Apparently thou shall not notch became a lost practice in later years.

Or someone wasn't thinking. 

Posted by

James Quarello
Connecticut Home Inspector
Former SNEC-ASHI President
JRV Home Inspection Services, LLC

 ASHI Certified Inspector

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Rainmaker
763,131
Carol Zingone
Berkshire Hathaway Home Services Florida Network Realty - Jacksonville Beach, FL
Global Realtor Based in Jax Beach, FL
I have learned so much over the years from home inspections...and can point out areas of concern that are visible when showing homes, keeping my buyers aware that all is not necessarily as it appears. Happy New Year!
Jan 01, 2013 06:40 AM #10
Rainmaker
615,476
David Popoff
DMK Real Estate - Darien, CT
Realtor & Property Manager, Fairfield County, Ct.

James always great AR posts, I just want to make sure that I wish you all a superb New Year with only the best of everything, and all happiness!

Jan 01, 2013 07:00 AM #11
Ambassador
1,109,159
Melissa Zavala
Broadpoint Properties - Escondido, CA
Broker, Escondido Real Estate, San Diego County

When you rush a job and cut corners, it never comes out right. This is a perfect example.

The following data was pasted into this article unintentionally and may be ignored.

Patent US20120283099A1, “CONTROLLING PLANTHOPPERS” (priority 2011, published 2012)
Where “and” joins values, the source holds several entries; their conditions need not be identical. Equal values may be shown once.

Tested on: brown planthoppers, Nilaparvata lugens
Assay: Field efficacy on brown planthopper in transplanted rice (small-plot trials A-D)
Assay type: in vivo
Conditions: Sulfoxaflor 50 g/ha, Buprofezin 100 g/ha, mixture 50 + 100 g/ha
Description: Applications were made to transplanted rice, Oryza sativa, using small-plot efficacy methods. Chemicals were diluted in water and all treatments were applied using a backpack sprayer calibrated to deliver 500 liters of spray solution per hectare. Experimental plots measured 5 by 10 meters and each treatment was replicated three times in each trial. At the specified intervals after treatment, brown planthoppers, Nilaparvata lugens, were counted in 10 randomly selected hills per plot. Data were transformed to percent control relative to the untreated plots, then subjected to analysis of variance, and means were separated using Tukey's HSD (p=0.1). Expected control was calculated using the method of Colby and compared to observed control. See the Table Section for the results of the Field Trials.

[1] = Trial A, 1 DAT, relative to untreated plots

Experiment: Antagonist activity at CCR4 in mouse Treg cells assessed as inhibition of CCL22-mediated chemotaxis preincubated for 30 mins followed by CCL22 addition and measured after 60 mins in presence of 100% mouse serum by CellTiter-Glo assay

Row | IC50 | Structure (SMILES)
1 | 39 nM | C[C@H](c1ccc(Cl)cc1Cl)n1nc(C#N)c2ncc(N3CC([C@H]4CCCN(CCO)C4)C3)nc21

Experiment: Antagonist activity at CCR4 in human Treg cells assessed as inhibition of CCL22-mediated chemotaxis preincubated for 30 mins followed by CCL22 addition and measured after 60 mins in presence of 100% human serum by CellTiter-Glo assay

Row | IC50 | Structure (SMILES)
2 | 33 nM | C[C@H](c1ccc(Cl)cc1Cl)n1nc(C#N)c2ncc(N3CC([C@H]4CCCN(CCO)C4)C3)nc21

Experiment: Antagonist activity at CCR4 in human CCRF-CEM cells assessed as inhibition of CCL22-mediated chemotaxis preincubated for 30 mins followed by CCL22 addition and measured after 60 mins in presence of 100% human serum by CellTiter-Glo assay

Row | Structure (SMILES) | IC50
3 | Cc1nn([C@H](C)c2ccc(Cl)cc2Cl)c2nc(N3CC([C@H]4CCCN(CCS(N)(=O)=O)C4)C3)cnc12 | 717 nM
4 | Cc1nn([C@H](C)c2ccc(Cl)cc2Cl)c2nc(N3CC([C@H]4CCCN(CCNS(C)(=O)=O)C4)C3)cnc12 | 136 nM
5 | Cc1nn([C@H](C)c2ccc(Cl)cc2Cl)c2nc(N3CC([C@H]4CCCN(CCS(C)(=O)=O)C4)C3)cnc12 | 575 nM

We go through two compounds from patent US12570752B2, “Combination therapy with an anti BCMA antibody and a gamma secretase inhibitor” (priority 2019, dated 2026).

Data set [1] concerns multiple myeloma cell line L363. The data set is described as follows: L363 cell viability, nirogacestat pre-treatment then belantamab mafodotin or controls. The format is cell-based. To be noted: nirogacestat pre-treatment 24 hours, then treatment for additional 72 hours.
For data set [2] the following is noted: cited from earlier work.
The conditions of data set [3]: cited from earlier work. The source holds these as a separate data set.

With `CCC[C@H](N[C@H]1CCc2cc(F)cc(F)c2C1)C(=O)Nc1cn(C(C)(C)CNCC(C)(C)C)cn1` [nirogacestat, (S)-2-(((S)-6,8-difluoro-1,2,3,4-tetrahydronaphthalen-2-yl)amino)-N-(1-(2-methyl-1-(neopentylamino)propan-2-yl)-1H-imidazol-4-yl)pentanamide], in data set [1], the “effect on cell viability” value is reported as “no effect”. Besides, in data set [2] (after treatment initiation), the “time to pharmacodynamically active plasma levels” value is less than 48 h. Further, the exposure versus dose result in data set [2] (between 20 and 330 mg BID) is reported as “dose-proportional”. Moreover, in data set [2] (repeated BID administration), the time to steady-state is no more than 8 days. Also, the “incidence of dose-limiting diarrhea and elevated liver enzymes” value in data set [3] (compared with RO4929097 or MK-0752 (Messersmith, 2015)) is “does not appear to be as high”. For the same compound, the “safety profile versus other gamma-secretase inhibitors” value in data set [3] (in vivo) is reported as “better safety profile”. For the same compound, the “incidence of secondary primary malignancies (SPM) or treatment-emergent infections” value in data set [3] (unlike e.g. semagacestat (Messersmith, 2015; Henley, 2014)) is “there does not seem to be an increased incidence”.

Jan 01, 2013 07:31 AM #12
Rainmaker
567,278
Gary Frimann
Eagle Ridge Realty / Signature Homes & Estates - Gilroy, CA
California Broker and REALTOR
Measure twice, cut once was originated thought by grandfather who was a carpenter (and a perfectionist) when I was a kid. I think it is a great adage which can be used in many facets of life.
Jan 01, 2013 07:50 AM #13
Rainmaker
1,269,434
Jay Markanich
Jay Markanich Real Estate Inspections, LLC - Bristow, VA
Home Inspector - servicing all Northern Virginia

Once I commented on somebody's post (maybe a previous one of yours!) and said that in my experience plumbers seem to be the worst offenders for this sort of thing.  Privately I was contacted and my hiney was chewed up!  At the end of the tirade, over the phone, I simply asked, "What do you see instead as the worst offenders?"  There was no answer!

Jan 01, 2013 07:57 AM #14
Ambassador
1,104,389
Charles Buell
Charles Buell Inspections Inc. - Seattle, WA
Seattle Home Inspector

While some of the best plumbers know better than this and might say they would never do it, the fact remains that this sort of thing is all to common in relation to doing plumbing work.  Perhaps the work is not being done by plumbers :)

Jan 01, 2013 08:38 AM #15
Rainmaker
1,359,280